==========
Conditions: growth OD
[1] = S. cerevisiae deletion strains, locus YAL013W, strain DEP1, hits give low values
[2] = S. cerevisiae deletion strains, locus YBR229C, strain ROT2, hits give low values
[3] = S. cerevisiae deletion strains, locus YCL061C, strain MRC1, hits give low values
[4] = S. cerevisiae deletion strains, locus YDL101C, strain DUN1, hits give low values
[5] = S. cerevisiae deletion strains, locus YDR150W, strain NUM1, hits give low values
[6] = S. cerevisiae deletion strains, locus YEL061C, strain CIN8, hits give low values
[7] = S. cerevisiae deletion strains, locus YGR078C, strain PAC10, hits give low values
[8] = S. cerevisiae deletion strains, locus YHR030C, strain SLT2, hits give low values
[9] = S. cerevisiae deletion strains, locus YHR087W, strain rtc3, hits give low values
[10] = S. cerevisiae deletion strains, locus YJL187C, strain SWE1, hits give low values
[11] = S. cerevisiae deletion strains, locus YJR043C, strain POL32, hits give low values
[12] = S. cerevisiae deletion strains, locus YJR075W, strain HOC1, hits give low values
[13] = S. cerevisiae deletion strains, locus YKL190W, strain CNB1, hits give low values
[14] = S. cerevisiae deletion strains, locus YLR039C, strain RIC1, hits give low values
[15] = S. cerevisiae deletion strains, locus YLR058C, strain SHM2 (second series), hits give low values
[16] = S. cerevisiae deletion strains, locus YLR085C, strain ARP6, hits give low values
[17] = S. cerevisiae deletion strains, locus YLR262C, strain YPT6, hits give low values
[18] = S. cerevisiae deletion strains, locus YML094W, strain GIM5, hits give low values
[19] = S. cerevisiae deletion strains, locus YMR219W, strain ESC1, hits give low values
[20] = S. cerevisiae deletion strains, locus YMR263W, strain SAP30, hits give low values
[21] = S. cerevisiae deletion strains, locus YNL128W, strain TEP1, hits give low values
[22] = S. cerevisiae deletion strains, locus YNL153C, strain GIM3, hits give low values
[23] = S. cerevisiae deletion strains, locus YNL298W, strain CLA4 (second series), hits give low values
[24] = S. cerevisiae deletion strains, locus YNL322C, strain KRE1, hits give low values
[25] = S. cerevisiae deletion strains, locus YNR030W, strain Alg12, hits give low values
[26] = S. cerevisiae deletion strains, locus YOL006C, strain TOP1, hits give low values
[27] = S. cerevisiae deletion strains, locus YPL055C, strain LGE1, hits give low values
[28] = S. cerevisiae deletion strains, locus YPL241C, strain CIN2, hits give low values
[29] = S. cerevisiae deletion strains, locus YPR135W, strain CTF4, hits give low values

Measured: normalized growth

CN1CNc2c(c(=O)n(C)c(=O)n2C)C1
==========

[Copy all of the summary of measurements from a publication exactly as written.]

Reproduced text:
Conditions: growth OD
[1] = S. cerevisiae deletion strains, locus YAL013W, strain DEP1, hits give low values
[2] = S. cerevisiae deletion strains, locus YBR229C, strain ROT2, hits give low values
[3] = S. cerevisiae deletion strains, locus YCL061C, strain MRC1, hits give low values
[4] = S. cerevisiae deletion strains, locus YDL101C, strain DUN1, hits give low values
[5] = S. cerevisiae deletion strains, locus YDR150W, strain NUM1, hits give low values
[6] = S. cerevisiae deletion strains, locus YEL061C, strain CIN8, hits give low values
[7] = S. cerevisiae deletion strains, locus YGR078C, strain PAC10, hits give low values
[8] = S. cerevisiae deletion strains, locus YHR030C, strain SLT2, hits give low values
[9] = S. cerevisiae deletion strains, locus YHR087W, strain rtc3, hits give low values
[10] = S. cerevisiae deletion strains, locus YJL187C, strain SWE1, hits give low values
[11] = S. cerevisiae deletion strains, locus YJR043C, strain POL32, hits give low values
[12] = S. cerevisiae deletion strains, locus YJR075W, strain HOC1, hits give low values
[13] = S. cerevisiae deletion strains, locus YKL190W, strain CNB1, hits give low values
[14] = S. cerevisiae deletion strains, locus YLR039C, strain RIC1, hits give low values
[15] = S. cerevisiae deletion strains, locus YLR058C, strain SHM2 (second series), hits give low values
[16] = S. cerevisiae deletion strains, locus YLR085C, strain ARP6, hits give low values
[17] = S. cerevisiae deletion strains, locus YLR262C, strain YPT6, hits give low values
[18] = S. cerevisiae deletion strains, locus YML094W, strain GIM5, hits give low values
[19] = S. cerevisiae deletion strains, locus YMR219W, strain ESC1, hits give low values
[20] = S. cerevisiae deletion strains, locus YMR263W, strain SAP30, hits give low values
[21] = S. cerevisiae deletion strains, locus YNL128W, strain TEP1, hits give low values
[22] = S. cerevisiae deletion strains, locus YNL153C, strain GIM3, hits give low values
[23] = S. cerevisiae deletion strains, locus YNL298W, strain CLA4 (second series), hits give low values
[24] = S. cerevisiae deletion strains, locus YNL322C, strain KRE1, hits give low values
[25] = S. cerevisiae deletion strains, locus YNR030W, strain Alg12, hits give low values
[26] = S. cerevisiae deletion strains, locus YOL006C, strain TOP1, hits give low values
[27] = S. cerevisiae deletion strains, locus YPL055C, strain LGE1, hits give low values
[28] = S. cerevisiae deletion strains, locus YPL241C, strain CIN2, hits give low values
[29] = S. cerevisiae deletion strains, locus YPR135W, strain CTF4, hits give low values

Measured: normalized growth

CN1CNc2c(c(=O)n(C)c(=O)n2C)C1